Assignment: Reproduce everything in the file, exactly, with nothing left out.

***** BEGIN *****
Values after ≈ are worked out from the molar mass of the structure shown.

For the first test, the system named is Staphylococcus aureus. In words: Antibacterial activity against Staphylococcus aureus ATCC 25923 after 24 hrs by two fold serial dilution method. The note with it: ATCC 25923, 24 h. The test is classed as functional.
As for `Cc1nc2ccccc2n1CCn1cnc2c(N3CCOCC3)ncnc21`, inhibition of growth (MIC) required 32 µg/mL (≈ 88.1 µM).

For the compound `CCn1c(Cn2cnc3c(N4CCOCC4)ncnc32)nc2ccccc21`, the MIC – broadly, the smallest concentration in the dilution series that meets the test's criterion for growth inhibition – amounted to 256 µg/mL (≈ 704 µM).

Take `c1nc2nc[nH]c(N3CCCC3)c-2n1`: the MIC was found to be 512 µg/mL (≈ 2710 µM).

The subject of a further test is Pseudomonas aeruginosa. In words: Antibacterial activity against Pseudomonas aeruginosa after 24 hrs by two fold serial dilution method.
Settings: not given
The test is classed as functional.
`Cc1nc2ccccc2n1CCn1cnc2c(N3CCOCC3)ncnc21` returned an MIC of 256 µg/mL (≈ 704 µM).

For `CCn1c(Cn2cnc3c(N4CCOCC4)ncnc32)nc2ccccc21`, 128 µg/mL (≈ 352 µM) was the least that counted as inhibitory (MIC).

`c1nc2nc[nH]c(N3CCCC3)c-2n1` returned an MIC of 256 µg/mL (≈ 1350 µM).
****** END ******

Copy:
Values after ≈ are worked out from the molar mass of the structure shown.

For the first test, the system named is Staphylococcus aureus. In words: Antibacterial activity against Staphylococcus aureus ATCC 25923 after 24 hrs by two fold serial dilution method. The note with it: ATCC 25923, 24 h. The test is classed as functional.
As for `Cc1nc2ccccc2n1CCn1cnc2c(N3CCOCC3)ncnc21`, inhibition of growth (MIC) required 32 µg/mL (≈ 88.1 µM).

For the compound `CCn1c(Cn2cnc3c(N4CCOCC4)ncnc32)nc2ccccc21`, the MIC – broadly, the smallest concentration in the dilution series that meets the test's criterion for growth inhibition – amounted to 256 µg/mL (≈ 704 µM).

Take `c1nc2nc[nH]c(N3CCCC3)c-2n1`: the MIC was found to be 512 µg/mL (≈ 2710 µM).

The subject of a further test is Pseudomonas aeruginosa. In words: Antibacterial activity against Pseudomonas aeruginosa after 24 hrs by two fold serial dilution method.
Settings: not given
The test is classed as functional.
`Cc1nc2ccccc2n1CCn1cnc2c(N3CCOCC3)ncnc21` returned an MIC of 256 µg/mL (≈ 704 µM).

For `CCn1c(Cn2cnc3c(N4CCOCC4)ncnc32)nc2ccccc21`, 128 µg/mL (≈ 352 µM) was the least that counted as inhibitory (MIC).

`c1nc2nc[nH]c(N3CCCC3)c-2n1` returned an MIC of 256 µg/mL (≈ 1350 µM).